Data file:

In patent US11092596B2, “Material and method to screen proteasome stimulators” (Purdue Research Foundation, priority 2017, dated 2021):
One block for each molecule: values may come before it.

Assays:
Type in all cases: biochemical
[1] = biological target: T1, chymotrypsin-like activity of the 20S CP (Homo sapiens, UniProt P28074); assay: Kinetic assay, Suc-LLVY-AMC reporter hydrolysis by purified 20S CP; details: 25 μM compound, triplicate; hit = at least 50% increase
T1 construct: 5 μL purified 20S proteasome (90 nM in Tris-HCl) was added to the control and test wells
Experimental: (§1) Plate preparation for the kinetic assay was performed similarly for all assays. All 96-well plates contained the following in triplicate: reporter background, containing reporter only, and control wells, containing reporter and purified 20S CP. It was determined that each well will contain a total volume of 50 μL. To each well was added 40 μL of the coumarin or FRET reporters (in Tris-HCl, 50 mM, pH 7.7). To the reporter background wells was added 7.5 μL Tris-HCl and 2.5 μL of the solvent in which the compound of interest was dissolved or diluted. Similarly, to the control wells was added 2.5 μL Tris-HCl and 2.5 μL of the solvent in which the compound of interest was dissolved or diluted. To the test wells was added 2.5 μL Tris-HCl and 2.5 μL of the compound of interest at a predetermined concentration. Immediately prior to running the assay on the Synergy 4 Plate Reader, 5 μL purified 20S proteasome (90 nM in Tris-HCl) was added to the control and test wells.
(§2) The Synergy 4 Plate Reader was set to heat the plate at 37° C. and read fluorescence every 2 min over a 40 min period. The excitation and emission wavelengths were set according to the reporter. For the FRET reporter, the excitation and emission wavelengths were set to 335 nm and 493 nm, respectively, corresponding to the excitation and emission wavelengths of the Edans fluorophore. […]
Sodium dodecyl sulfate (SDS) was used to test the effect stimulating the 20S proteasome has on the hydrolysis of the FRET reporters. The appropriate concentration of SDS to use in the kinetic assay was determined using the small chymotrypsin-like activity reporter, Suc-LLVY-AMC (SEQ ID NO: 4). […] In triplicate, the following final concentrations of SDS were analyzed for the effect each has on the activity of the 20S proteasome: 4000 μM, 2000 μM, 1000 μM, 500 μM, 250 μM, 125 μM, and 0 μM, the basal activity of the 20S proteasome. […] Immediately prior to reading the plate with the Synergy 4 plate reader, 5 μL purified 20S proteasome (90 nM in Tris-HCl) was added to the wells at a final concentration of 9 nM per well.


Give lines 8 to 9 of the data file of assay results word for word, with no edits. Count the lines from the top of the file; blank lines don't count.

(§2) The Synergy 4 Plate Reader was set to heat the plate at 37° C. and read fluorescence every 2 min over a 40 min period. The excitation and emission wavelengths were set according to the reporter. For the FRET reporter, the excitation and emission wavelengths were set to 335 nm and 493 nm, respectively, corresponding to the excitation and emission wavelengths of the Edans fluorophore. […]
Sodium dodecyl sulfate (SDS) was used to test the effect stimulating the 20S proteasome has on the hydrolysis of the FRET reporters. The appropriate concentration of SDS to use in the kinetic assay was determined using the small chymotrypsin-like activity reporter, Suc-LLVY-AMC (SEQ ID NO: 4). […] In triplicate, the following final concentrations of SDS were analyzed for the effect each has on the activity of the 20S proteasome: 4000 μM, 2000 μM, 1000 μM, 500 μM, 250 μM, 125 μM, and 0 μM, the basal activity of the 20S proteasome. […] Immediately prior to reading the plate with the Synergy 4 plate reader, 5 μL purified 20S proteasome (90 nM in Tris-HCl) was added to the wells at a final concentration of 9 nM per well.